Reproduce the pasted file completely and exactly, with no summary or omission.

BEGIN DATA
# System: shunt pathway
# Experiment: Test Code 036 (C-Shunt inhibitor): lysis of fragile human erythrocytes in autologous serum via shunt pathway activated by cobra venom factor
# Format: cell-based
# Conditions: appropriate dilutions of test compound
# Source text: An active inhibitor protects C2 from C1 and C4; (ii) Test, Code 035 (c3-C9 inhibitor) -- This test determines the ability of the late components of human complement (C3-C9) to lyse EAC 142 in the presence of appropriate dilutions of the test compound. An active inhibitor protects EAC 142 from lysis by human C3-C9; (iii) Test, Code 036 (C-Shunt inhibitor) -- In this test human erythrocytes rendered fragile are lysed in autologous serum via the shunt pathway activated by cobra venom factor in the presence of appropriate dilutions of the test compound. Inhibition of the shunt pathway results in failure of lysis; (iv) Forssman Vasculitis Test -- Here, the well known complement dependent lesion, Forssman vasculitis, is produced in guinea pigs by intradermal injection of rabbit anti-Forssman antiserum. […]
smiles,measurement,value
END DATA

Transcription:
# System: shunt pathway
# Experiment: Test Code 036 (C-Shunt inhibitor): lysis of fragile human erythrocytes in autologous serum via shunt pathway activated by cobra venom factor
# Format: cell-based
# Conditions: appropriate dilutions of test compound
# Source text: An active inhibitor protects C2 from C1 and C4; (ii) Test, Code 035 (c3-C9 inhibitor) -- This test determines the ability of the late components of human complement (C3-C9) to lyse EAC 142 in the presence of appropriate dilutions of the test compound. An active inhibitor protects EAC 142 from lysis by human C3-C9; (iii) Test, Code 036 (C-Shunt inhibitor) -- In this test human erythrocytes rendered fragile are lysed in autologous serum via the shunt pathway activated by cobra venom factor in the presence of appropriate dilutions of the test compound. Inhibition of the shunt pathway results in failure of lysis; (iv) Forssman Vasculitis Test -- Here, the well known complement dependent lesion, Forssman vasculitis, is produced in guinea pigs by intradermal injection of rabbit anti-Forssman antiserum. […]
smiles,measurement,value